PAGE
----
How long does the SSD application process take?
The process can be quick or can seem very slow. It depends on whether we are able to get you Social Security Disability (SSD) or Supplemental Security Income (SSI) benefits quickly. The first step in the process is the initial application stage.
Generally, it takes about 3 to 5 months for the Social Security Administration (SSA) to make a decision after it receives all of your medical records. However, the exact time depends on how long it takes for SSA to get your medical records and any other evidence needed to make a decision. After SSA has your records, it sends your records and application to a state agency that makes disability decisions.
If SSA denies your initial application, you must request reconsideration. Like the initial application, it takes about 3 to 5 months for the Social Security Administration (SSA) to make a decision on reconsideration.
In general, reconsideration is almost always denied. From there, you must request a hearing before an Administrative Law Judge (ALJ), which is the part of the process where most applicants with attorneys have the best chance of winning their claims. A hearing is a review of your claim by an ALJ, who did not take part in the initial or reconsideration determination.
Requesting an ALJ Hearing on Your Social Security Disability Claim
After you submit your request for a hearing, your local SSA office will send your request for a hearing to a local hearing office. Our office and you then receive information from the hearing office about the hearing process, and a notice when your hearing has been scheduled. After you request a hearing, the wait time can vary enormously based on the particulars of your case and where you live. According to the most recent SSA data available, the average for individual hearing offices ranges from 5 to 15 months; we have seen delays of up to 24 months, particularly during the pandemic.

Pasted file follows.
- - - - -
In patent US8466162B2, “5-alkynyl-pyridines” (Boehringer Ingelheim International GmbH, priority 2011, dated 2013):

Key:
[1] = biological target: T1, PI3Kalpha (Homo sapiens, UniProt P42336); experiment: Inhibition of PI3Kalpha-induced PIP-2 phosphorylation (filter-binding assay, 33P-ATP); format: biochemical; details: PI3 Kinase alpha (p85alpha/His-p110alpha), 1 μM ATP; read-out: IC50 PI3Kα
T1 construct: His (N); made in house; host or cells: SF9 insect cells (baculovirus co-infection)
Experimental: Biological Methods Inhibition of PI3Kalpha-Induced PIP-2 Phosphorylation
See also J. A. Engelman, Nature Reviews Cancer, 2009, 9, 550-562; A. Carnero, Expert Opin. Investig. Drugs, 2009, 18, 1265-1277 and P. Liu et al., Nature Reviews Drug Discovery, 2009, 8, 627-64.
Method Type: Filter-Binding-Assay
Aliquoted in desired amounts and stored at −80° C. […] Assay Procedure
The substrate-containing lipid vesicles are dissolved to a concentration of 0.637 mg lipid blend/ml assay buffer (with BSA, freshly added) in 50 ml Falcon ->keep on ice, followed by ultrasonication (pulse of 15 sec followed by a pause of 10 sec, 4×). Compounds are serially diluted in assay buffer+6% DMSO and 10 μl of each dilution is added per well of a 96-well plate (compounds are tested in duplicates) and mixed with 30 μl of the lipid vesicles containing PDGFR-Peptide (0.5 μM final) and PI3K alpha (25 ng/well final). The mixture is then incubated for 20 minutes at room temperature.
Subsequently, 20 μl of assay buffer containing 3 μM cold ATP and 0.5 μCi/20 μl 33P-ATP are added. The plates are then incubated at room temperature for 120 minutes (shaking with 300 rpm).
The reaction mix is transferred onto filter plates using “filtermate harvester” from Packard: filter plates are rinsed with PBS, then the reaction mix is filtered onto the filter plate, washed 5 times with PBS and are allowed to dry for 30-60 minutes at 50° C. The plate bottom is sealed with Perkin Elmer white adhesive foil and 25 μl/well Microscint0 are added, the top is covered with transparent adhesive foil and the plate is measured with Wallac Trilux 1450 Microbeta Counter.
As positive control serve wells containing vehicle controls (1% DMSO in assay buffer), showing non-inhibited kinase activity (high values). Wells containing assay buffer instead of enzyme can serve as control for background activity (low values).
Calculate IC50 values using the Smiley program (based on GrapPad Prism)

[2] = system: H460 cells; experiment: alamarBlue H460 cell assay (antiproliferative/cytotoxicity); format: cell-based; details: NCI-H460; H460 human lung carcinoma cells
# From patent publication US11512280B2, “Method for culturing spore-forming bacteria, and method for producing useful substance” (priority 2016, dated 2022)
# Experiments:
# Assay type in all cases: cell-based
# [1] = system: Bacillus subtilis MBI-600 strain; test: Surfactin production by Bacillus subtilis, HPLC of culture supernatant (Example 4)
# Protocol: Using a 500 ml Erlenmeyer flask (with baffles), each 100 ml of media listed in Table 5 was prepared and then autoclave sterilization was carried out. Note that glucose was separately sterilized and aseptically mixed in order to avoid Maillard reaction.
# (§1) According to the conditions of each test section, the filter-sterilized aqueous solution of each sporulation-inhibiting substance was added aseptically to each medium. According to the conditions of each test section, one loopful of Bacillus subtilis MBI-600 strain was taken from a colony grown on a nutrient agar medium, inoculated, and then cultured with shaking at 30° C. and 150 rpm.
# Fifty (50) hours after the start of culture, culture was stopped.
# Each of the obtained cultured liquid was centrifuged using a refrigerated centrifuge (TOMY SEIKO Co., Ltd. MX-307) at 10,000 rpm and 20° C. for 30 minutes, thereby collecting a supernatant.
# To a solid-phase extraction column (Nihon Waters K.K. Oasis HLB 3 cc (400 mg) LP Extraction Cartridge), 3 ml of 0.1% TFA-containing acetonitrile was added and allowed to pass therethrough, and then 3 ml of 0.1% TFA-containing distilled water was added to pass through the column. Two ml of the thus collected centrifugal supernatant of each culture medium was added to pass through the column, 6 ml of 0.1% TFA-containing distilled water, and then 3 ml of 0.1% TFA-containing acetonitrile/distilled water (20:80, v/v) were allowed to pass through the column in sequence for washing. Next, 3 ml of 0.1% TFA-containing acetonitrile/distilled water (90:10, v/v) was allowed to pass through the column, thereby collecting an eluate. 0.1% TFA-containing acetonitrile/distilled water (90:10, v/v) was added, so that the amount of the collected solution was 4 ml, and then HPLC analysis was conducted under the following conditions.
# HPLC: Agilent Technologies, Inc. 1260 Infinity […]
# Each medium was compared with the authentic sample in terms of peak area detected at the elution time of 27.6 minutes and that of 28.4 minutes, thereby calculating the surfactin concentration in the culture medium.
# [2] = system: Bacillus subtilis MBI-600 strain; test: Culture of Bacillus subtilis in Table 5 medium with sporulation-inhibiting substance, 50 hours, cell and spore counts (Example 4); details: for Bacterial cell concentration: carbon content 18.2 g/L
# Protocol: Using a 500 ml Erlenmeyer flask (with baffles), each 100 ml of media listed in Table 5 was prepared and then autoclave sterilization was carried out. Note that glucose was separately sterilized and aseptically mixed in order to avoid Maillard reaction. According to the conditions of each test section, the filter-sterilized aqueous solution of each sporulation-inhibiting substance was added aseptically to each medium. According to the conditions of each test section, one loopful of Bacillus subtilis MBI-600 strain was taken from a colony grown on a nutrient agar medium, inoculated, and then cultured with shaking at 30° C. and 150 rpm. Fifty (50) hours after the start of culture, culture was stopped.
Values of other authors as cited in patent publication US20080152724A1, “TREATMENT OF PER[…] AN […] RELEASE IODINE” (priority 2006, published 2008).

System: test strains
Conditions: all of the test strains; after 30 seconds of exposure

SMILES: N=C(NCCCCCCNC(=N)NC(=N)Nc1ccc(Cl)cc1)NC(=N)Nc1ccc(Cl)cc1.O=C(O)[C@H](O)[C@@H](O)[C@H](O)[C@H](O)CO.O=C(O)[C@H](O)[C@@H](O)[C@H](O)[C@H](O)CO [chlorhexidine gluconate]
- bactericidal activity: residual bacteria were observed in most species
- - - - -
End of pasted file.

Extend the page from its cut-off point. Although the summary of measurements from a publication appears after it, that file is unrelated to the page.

What happens at an SSD or SSI ALJ hearing?
The SSA ALJ is required to send written notice of a scheduled hearing date at least 75 days in advance. You can waive this notice, which may reduce your wait time, but you will still be bound by SSA rules on submitting any evidence for your claim ahead of your hearing. Thus, we try to prepare for your hearing from the date we submit your request for an ALJ hearing.
During the hearing, the ALJ explains the issues in your case and may question you and any witnesses you bring to the hearing. The ALJ asks other witnesses to attend the hearing. For example, during a hearing about whether a person is disabled, the Administrative Law Judge may ask a medical expert or vocational expert to testify. You and the witnesses answer questions under oath or affirmation. Our office is accustomed to the hearing process and we will ask questions to help prove why you are entitled to SSD or SSI benefits. The ALJ hearing is informal, but SSA makes an audio recording of the hearing. You and your representative, if you have one, may question any witnesses who may be present at the hearing.
What happens after the SSD or SSI ALJ hearing?
After the hearing, the Administrative Law Judge issues a written decision based on all the evidence. The hearing office then mails a copy of the decision to you and your representative, if you have one. In our experience, it can take 60 to 90 days to receive the ALJ’s written decision.